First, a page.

DETROIT — Dennis Green has run out of quarterbacks.
Josh McCown didn’t do it for Green. Neither did Shaun King. So the Arizona Cardinals’ coach threw rookie John Navarre out Sunday against the Lions at Ford Field, all the while insisting the playoffs were attainable for his fading team.
Regrets aren’t part of Green’s makeup. So after Navarre struggled through his four-interception performance that played the starring role in the 26-12 loss, he wasn’t about to backtrack on his quarterback shuffling.
“It was time,” Green said evenly, “to see if John could do it.”
The Cards, which had won McCown’s last two starts, have now lost three straight since Green was willing to toy with whatever chemistry the Cardinals might have had.
Arizona (4-8) can only mathematically cling to postseason hopes, and only because they play in the mediocre NFC.
Green said he thought he would start Navarre again in the Cards’ next game, home against the woeful 49ers. That really was no surprise, since he gave King two starts.
But the Cardinals may only be playing for the future now. And for the first time, players are showing the frustration of what might be a missed opportunity.
“We just can’t keep giving games away,” receiver Anquan Boldin said.
The Lions (5-7), one of those teams the Cardinals were fighting in the standings, had lost five straight. The crowd of 62,262 was ready to boo them — especially the Lions’ struggling offense — with any little mistake.
But rookie running back Kevin Jones shredded the Arizona defense for a career-best 196 yards and the Cardinals missed too many tackles.
Navarre may have finished 18-of-40 for 168 yards, throwing for only 57 yards in the second half when the Cards were shut out, but Green made sure to emphasize the blame should be spread everywhere.
“It wasn’t a one-man loss,” Green said. “It never is, just like it is never a one-man win.”
The move to Navarre looked like gold early on. As he promised, Navarre never looked rattled. He threw a touchdown pass to tight end Freddie Jones in the second quarter that pulled Arizona within 14-12 (the Cardinals missed a two-point conversion).
The defense also averted disaster after allowing a 74-yard Kevin Jones run to the Arizona 17, because cornerback David Macklin made an interception on the next play.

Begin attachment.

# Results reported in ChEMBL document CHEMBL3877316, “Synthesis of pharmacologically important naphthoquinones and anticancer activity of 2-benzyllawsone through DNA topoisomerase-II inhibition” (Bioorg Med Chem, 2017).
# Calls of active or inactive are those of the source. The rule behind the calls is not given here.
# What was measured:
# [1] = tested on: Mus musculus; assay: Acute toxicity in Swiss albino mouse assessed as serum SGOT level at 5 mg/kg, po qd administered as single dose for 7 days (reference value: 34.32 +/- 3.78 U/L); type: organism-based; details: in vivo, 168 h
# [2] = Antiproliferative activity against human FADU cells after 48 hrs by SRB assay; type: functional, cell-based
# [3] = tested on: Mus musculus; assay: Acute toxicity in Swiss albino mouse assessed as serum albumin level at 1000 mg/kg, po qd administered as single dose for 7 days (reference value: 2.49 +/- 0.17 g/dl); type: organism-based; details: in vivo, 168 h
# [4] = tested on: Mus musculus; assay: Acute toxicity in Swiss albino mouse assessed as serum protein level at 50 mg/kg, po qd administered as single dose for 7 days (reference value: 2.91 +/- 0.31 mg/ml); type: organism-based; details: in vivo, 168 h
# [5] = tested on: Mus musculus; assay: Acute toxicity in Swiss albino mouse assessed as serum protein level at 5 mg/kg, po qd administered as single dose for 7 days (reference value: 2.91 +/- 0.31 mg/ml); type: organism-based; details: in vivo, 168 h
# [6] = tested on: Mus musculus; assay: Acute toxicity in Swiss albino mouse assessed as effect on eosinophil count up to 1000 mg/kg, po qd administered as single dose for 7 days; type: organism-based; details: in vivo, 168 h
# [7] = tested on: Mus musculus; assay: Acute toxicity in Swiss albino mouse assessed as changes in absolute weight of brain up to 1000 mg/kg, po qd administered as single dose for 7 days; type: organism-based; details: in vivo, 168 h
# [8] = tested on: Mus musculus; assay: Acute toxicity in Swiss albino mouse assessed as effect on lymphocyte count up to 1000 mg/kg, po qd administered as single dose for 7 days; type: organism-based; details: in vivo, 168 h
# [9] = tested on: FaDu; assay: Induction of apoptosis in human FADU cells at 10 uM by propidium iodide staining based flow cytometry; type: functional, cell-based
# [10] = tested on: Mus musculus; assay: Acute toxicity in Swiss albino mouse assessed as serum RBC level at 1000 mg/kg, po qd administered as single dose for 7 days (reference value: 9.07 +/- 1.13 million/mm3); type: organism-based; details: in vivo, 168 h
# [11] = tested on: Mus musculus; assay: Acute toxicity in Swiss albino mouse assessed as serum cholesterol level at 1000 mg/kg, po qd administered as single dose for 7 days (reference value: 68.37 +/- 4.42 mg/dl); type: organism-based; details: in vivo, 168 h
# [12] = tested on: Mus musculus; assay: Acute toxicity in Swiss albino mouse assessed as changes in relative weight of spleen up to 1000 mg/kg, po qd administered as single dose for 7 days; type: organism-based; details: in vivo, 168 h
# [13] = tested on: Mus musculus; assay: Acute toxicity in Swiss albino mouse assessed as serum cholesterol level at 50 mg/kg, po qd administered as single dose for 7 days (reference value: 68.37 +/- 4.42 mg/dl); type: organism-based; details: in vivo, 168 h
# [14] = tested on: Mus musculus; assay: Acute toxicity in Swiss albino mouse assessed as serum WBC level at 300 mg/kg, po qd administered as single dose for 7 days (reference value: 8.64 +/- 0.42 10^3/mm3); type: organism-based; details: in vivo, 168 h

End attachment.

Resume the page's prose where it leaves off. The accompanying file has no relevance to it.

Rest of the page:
Navarre guided the Cardinals to field goal range with 13 seconds left in the first half. But in an attempt to throw the ball out of bounds on third down, he floated it short of the sideline and it was picked off by Detroit cornerback Dré Bly.
It turned out to be the beginning of the end. “In this league I have learned that they are good enough players they won’t miss it if you slip up,” Navarre said.
The Lions, behind Jones’ runs, kicked only field goals in the second half, but it didn’t matter. Navarre threw for only 14 yards in the third quarter and rookie running back Larry Croom was bottled up, rushing for 49 yards on 18 carries.
Green said he had turned to Navarre because his team wasn’t passing for at least 225 yards a game. Navarre fell far short of that. The Cardinals have scored just two touchdowns in the three games since McCown was benched.
“We had some expectations (offensively) and when you don’t meet them, it’s hard not to be frustrated,” tackle Leonard Davis said.
Green took his time before emerging from the locker room after the game, long enough that most of the players had already cleared out and headed to the bus by the time the media made it into the locker room.
But now, there isn’t much to say anyway. The definition of the 2004 Cardinals seems to have been shaped already. Only the details are left. Green was asked about reaching .500, and if that might be enough to warrant a playoff spot.
“We’re not worried about winning four games right now,” Green said. “We’re worried about winning one game.”